Power 2008: The Elements of Influence
Case Study: Joshua Boger, founder, president, and CEO, Vertex Pharmaceuticals
IF YOU TALK ABOUT BUSINESS in Massachusetts, you’re increasingly talking about science, as well. If you talk about science, you’re also talking about academia. And if you talk about the interaction of these three things, you end up talking about one guy: Joshua Boger.
Boger holds outsize clout despite the fact that his Cambridge-based biotech firm isn’t nearly the size of Henri Termeer’s Genzyme or Jim Mullen’s Biogen Idec. That’s mainly because, unlike many of his peers — who feel that since they represent the future, politicians should come to them — he sees the value of involving himself deeply in Beacon Hill affairs. It was Boger, for instance, who took the lead in pushing Deval Patrick to take up his $1 billion life-sciences incentives package, doing so in a way that wisely recognized the broader benefits: The more jobs created, the more tax dollars for funding the governor’s many campaign promises.
The same MO informs Boger’s pull-enhancing extracurricular pursuits. He is the first biotech guy in nearly a decade to chair the board of the Massachusetts High Technology Council, and also chairs a national biotech trade organization. He sits on the board of fellows at Harvard Medical School, is a contributor to the Greater Boston Food Bank’s capital campaign, and last year flew to China with Patrick to drum up business for Bay State companies. As the man himself notes, "I don’t see boundaries all that clearly." Whether his industry counterparts become big civic players, too, depends on their ability to develop the same tendency. —Paul Kix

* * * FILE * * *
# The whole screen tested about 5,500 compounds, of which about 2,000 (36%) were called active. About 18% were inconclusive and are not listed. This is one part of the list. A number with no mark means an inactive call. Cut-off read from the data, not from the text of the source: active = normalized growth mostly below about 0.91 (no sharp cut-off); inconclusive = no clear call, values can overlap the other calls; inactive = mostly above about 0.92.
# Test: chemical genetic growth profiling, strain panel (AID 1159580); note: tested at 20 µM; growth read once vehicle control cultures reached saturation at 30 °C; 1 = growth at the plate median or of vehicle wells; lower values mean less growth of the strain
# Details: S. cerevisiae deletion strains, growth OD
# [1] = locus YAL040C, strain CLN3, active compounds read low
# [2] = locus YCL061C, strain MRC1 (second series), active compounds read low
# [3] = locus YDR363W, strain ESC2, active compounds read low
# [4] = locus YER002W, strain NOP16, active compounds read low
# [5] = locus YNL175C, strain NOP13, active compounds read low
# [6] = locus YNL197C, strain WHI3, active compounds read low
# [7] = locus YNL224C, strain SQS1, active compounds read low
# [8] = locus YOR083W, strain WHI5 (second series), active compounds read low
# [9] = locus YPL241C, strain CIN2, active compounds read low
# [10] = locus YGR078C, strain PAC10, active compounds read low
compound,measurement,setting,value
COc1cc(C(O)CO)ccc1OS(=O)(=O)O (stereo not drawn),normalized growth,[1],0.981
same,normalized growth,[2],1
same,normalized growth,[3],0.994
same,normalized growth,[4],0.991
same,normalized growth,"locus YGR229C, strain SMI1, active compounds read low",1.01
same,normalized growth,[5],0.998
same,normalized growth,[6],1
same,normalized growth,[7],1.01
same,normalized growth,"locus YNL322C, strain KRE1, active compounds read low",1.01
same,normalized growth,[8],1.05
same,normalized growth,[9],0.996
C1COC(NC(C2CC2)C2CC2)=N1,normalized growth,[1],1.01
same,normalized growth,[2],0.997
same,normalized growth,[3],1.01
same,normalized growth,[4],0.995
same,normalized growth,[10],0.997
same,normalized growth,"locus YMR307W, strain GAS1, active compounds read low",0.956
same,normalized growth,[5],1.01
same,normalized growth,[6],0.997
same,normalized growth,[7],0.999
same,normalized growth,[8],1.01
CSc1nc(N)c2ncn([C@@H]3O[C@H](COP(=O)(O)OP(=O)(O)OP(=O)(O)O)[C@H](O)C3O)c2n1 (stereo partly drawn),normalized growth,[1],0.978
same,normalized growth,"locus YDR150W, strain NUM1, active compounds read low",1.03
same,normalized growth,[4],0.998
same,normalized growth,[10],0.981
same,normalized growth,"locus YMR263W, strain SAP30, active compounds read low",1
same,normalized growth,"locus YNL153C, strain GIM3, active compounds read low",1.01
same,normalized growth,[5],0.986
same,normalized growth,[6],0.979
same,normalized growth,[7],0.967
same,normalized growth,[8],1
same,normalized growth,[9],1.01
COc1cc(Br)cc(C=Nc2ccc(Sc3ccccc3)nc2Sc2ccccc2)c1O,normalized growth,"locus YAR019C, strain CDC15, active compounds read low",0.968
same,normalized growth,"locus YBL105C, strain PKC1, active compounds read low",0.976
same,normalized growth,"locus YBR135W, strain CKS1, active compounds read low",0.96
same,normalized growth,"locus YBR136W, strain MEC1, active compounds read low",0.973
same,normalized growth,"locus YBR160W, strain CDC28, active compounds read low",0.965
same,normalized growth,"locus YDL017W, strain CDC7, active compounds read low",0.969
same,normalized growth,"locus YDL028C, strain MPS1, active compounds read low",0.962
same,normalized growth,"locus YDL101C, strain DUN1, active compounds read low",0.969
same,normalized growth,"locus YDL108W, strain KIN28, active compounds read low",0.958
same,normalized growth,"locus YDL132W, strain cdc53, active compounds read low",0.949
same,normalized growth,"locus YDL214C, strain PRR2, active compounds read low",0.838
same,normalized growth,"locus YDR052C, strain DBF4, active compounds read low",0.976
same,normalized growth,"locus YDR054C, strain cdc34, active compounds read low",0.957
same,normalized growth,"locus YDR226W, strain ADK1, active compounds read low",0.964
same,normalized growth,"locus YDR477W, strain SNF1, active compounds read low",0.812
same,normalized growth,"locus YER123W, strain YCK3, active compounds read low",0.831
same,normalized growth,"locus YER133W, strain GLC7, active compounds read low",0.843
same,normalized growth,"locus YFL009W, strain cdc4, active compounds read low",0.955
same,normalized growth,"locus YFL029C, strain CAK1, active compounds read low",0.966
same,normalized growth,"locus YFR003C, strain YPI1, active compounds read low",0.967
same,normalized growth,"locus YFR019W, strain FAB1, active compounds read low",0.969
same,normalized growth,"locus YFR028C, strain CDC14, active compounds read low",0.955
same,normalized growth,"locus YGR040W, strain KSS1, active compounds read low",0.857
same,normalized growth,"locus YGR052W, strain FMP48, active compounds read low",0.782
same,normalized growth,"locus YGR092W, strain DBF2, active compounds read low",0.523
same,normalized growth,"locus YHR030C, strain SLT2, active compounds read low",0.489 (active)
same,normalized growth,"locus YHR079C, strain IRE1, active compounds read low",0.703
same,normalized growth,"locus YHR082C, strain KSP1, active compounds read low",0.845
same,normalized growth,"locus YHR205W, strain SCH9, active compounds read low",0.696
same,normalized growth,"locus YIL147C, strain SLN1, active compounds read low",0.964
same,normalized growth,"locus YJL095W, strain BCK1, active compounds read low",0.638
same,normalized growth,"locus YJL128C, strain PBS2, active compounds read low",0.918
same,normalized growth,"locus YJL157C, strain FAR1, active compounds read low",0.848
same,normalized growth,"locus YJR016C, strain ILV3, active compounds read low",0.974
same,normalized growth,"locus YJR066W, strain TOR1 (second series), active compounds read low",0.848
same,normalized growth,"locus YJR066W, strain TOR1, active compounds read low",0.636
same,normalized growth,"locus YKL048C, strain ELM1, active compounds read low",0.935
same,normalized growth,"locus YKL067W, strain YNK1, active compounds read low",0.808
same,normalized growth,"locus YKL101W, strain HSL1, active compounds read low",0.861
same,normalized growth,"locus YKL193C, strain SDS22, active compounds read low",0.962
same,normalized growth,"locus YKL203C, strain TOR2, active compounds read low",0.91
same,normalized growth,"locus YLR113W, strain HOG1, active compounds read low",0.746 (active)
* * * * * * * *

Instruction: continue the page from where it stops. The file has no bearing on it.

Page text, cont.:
BRAINS AND BRAWN
How Harvard’s new president is proving the doubters wrong.
When she was picked for the job last year, detractors wondered whether an unassuming history scholar would have the chops to run the World’s Greatest University at a time of such upheaval. But Drew Gilpin Faust has proven a savvy operator. With Congress making noises about forcing schools with multibillion-dollar endowments to offset tuition costs for middle- and low-income students, Faust unveiled a program that allowed families making between $120,000 and $180,000 a year to pay 10 percent of their income, and families making under $120,000 to pay less, down to free tuition for those at $60,000 and below. The plan was only a minor improvement on the school’s former policy, but the timing permitted the normally rapacious Harvard to seem downright benevolent—even though, had Washington been dictating the terms, it would have been compelled to shell out considerably more. No fewer than seven colleges have since aped Faust’s move.